View Full Version : Money Sprint sells 70% stake to Japan's SoftBank

Mr. BackseatModNuts
10-15-2012, 05:31 AM

By Charles Riley
updated 5:20 AM EDT, Mon Oct 15, 2012
HONG KONG (CNNMoney) -- Sprint Nextel said Monday that it has agreed to sell a 70% stake to Japan's SoftBank for $20.1 billion, completing a deal that has been reported in the works for several days.

Of the purchase price, $12.1 billion will be used to purchase existing Sprint stock at $7.30 per share. The remaining $8 billion will go toward the purchase of new shares at $5.25 each. The companies said they expect the deal to close in mid-2013.

Sprint first revealed Thursday that it was negotiating with SoftBank, an announcement that caused shares to spike by as much as 19%. Shares closed at $5.73 on Friday.

Sprint Nextel is the third-largest wireless carrier in the United States, trailing AT&T and Verizon in market share. But the company has continued to lose money, despite finally adding Apple's iPhone to its network last year.

Sprint's new organizational structure will include a 10-member board of directors, including at least three members of Sprint's current board of directors. CEO Dan Hesse will remain in his job and on the board. The company's headquarters will remain in Overland Park, Kan.

Sprint is up to its eyeballs in debt, undergoing an expensive -- and late -- transition to 4G-LTE, and losing contracted customers in the wake of its decision to ditch the Nextel brand. With smaller rival T-Mobile entering into an agreement to buy MetroPCS earlier this month, Sprint is feeling the heat of stronger competition from all sides.

Previously forced to go it alone, the company was working on a major upgrade intended to modernize its network. Still, Sprint's management faced criticism for lacking the chutzpah to do something bolder.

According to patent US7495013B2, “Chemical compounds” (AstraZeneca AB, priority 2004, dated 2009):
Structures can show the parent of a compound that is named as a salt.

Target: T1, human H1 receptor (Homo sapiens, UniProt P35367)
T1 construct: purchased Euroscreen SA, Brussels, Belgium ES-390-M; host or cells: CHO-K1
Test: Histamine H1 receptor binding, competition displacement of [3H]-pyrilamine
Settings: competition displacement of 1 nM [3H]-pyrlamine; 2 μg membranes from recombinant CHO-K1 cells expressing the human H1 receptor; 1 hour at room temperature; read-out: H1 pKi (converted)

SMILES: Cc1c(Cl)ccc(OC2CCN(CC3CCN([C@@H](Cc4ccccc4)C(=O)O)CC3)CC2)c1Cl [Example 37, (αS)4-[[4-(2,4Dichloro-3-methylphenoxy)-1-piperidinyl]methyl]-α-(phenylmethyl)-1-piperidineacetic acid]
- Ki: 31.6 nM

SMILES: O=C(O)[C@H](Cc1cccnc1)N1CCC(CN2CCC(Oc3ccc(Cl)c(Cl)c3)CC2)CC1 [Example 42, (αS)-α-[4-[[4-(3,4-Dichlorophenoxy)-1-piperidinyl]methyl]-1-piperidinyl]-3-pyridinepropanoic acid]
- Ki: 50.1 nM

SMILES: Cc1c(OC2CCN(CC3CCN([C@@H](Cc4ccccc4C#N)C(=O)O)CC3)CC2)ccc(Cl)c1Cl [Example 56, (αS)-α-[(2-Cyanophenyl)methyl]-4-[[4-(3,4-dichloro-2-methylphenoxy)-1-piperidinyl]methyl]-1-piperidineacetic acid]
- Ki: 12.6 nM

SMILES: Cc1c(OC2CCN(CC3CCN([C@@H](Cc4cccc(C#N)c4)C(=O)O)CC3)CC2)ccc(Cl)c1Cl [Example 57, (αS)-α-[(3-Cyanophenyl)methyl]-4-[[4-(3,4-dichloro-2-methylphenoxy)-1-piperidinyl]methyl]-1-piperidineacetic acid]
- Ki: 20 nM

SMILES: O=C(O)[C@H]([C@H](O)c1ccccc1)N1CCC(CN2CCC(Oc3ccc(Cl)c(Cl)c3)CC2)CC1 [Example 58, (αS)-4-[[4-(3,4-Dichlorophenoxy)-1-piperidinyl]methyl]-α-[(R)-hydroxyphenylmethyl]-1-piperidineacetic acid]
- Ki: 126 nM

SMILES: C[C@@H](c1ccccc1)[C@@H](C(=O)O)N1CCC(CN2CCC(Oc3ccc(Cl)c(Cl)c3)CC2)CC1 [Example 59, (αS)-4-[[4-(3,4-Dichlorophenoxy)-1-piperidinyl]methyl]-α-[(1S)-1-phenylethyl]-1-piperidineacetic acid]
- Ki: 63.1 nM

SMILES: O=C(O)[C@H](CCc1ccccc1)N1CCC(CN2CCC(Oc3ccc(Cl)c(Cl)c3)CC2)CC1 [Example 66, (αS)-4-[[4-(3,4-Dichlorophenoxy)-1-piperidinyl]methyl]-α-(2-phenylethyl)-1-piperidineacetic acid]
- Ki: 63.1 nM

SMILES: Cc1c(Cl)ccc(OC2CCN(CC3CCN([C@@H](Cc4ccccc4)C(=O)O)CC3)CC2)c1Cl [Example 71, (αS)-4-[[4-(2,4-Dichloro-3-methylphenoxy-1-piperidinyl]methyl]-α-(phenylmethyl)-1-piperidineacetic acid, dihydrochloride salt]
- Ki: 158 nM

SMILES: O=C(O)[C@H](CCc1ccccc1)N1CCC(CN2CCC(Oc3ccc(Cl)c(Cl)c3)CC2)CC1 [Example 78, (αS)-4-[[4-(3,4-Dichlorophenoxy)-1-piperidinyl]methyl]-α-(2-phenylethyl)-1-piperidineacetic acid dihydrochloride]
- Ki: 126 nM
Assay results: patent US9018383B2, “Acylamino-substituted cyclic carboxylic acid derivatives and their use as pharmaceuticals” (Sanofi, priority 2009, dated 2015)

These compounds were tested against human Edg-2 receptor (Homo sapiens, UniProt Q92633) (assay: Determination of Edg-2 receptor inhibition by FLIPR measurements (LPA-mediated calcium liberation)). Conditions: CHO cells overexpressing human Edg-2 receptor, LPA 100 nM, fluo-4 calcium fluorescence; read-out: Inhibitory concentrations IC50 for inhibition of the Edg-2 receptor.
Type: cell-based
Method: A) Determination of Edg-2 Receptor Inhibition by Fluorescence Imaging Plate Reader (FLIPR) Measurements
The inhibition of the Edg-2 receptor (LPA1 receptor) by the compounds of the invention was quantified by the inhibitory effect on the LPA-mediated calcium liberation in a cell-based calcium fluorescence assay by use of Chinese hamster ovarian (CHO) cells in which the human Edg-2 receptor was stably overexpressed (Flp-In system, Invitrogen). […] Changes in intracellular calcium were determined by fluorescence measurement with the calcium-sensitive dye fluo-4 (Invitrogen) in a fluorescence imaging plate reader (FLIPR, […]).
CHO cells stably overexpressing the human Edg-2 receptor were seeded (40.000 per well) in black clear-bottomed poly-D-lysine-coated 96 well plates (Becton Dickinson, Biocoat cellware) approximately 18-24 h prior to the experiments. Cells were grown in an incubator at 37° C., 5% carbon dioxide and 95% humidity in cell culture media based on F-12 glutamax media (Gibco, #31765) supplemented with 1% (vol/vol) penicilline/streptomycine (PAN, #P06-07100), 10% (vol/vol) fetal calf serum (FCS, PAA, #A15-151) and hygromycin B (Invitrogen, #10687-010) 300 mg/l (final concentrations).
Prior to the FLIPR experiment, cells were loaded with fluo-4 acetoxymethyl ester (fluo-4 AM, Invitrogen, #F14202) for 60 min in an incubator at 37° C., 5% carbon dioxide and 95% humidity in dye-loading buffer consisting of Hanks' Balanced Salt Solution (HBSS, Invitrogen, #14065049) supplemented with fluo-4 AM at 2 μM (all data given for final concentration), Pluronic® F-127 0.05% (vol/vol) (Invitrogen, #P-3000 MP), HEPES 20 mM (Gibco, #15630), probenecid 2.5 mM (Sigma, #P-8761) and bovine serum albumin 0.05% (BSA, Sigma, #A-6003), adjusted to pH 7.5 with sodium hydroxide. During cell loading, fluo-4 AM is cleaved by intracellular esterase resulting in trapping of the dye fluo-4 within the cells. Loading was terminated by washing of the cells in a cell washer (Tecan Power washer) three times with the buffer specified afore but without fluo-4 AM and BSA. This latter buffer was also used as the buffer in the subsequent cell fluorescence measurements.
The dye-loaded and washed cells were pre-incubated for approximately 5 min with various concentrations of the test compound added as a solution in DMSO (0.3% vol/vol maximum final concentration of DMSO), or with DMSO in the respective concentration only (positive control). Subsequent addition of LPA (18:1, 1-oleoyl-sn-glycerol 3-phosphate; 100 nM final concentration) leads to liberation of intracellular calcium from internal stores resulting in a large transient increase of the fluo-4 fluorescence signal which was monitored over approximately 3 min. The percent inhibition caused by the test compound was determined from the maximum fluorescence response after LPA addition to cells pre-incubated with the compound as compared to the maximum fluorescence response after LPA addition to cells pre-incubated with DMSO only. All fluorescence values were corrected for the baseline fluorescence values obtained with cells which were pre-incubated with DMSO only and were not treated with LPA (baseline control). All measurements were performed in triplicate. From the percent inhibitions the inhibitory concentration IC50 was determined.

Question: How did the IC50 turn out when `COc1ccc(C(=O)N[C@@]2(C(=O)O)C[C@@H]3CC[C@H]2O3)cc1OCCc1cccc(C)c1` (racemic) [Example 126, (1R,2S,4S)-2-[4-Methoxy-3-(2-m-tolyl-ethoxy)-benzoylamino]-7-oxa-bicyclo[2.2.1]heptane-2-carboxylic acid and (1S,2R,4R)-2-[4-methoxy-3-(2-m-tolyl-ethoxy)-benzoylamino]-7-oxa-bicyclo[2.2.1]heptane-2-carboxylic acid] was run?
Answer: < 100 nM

SoftBank is Japan's third-largest carrier, and is led by colorful and outspoken CEO Masayoshi Son. The company isn't shy about dealmaking. It owns a stake in social media games company Zynga, had a chunk of Yahoo until last year, and orchestrated a blockbuster deal to buy Vodafone's Japan unit that gave the company a huge presence in the burgeoning wireless space.

SoftBank's flair and assertiveness could give Sprint a needed jolt. The company lost its brief marketing edge -- billing itself as the only nationwide network with unlimited data -- when T-Mobile recently reverted to its unlimited data plans as well.

Regulators would likely cheer the deal, which would ensure that four strong, nationwide wireless competitors remain in the U.S. market. In AT&T's scuttled $36 billion buyout offer for T-Mobile last year, regulators said they opposed the deal because it would bring the number of national wireless choices down from four to three.

10-15-2012, 05:56 AM
This doesn't suprise me a bit. That is one of the worst run companies I've ever seen. They just have never been able to intergrate the Nextel side with the Sprint side. It's more about PYA and keeping everything PC than about reacting and moving on new technology.